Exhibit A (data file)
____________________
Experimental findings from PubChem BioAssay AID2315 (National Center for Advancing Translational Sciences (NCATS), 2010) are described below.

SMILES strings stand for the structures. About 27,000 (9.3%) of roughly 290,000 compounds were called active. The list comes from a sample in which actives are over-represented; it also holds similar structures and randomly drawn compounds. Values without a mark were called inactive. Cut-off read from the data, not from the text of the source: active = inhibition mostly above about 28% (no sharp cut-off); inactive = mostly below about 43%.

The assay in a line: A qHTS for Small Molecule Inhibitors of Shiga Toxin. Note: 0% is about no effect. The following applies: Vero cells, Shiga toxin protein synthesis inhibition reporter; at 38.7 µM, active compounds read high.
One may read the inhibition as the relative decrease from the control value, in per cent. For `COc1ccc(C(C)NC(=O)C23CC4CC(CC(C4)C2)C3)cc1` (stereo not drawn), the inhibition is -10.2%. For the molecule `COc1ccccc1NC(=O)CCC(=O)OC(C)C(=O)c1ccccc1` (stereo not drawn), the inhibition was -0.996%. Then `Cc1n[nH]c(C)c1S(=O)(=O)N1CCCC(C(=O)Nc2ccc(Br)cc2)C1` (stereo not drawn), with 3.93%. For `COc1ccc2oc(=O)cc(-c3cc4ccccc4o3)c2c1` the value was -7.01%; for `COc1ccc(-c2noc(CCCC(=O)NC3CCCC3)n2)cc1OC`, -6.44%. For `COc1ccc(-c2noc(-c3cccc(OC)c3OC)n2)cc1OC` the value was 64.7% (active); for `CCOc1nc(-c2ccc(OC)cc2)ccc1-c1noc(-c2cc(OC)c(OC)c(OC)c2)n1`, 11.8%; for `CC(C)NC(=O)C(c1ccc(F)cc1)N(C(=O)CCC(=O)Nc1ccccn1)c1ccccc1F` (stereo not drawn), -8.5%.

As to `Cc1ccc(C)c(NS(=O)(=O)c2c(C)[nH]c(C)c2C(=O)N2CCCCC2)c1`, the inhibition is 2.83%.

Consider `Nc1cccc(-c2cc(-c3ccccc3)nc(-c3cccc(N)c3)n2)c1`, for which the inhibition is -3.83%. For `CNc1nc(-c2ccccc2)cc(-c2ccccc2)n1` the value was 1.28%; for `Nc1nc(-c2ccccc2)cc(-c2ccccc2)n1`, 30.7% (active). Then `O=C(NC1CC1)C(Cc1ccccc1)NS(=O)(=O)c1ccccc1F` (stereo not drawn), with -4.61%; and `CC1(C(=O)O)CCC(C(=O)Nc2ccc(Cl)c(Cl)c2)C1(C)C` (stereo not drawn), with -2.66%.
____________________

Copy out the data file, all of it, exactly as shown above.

Experimental findings from PubChem BioAssay AID2315 (National Center for Advancing Translational Sciences (NCATS), 2010) are described below.

SMILES strings stand for the structures. About 27,000 (9.3%) of roughly 290,000 compounds were called active. The list comes from a sample in which actives are over-represented; it also holds similar structures and randomly drawn compounds. Values without a mark were called inactive. Cut-off read from the data, not from the text of the source: active = inhibition mostly above about 28% (no sharp cut-off); inactive = mostly below about 43%.

The assay in a line: A qHTS for Small Molecule Inhibitors of Shiga Toxin. Note: 0% is about no effect. The following applies: Vero cells, Shiga toxin protein synthesis inhibition reporter; at 38.7 µM, active compounds read high.
One may read the inhibition as the relative decrease from the control value, in per cent. For `COc1ccc(C(C)NC(=O)C23CC4CC(CC(C4)C2)C3)cc1` (stereo not drawn), the inhibition is -10.2%. For the molecule `COc1ccccc1NC(=O)CCC(=O)OC(C)C(=O)c1ccccc1` (stereo not drawn), the inhibition was -0.996%. Then `Cc1n[nH]c(C)c1S(=O)(=O)N1CCCC(C(=O)Nc2ccc(Br)cc2)C1` (stereo not drawn), with 3.93%. For `COc1ccc2oc(=O)cc(-c3cc4ccccc4o3)c2c1` the value was -7.01%; for `COc1ccc(-c2noc(CCCC(=O)NC3CCCC3)n2)cc1OC`, -6.44%. For `COc1ccc(-c2noc(-c3cccc(OC)c3OC)n2)cc1OC` the value was 64.7% (active); for `CCOc1nc(-c2ccc(OC)cc2)ccc1-c1noc(-c2cc(OC)c(OC)c(OC)c2)n1`, 11.8%; for `CC(C)NC(=O)C(c1ccc(F)cc1)N(C(=O)CCC(=O)Nc1ccccn1)c1ccccc1F` (stereo not drawn), -8.5%.

As to `Cc1ccc(C)c(NS(=O)(=O)c2c(C)[nH]c(C)c2C(=O)N2CCCCC2)c1`, the inhibition is 2.83%.

Consider `Nc1cccc(-c2cc(-c3ccccc3)nc(-c3cccc(N)c3)n2)c1`, for which the inhibition is -3.83%. For `CNc1nc(-c2ccccc2)cc(-c2ccccc2)n1` the value was 1.28%; for `Nc1nc(-c2ccccc2)cc(-c2ccccc2)n1`, 30.7% (active). Then `O=C(NC1CC1)C(Cc1ccccc1)NS(=O)(=O)c1ccccc1F` (stereo not drawn), with -4.61%; and `CC1(C(=O)O)CCC(C(=O)Nc2ccc(Cl)c(Cl)c2)C1(C)C` (stereo not drawn), with -2.66%.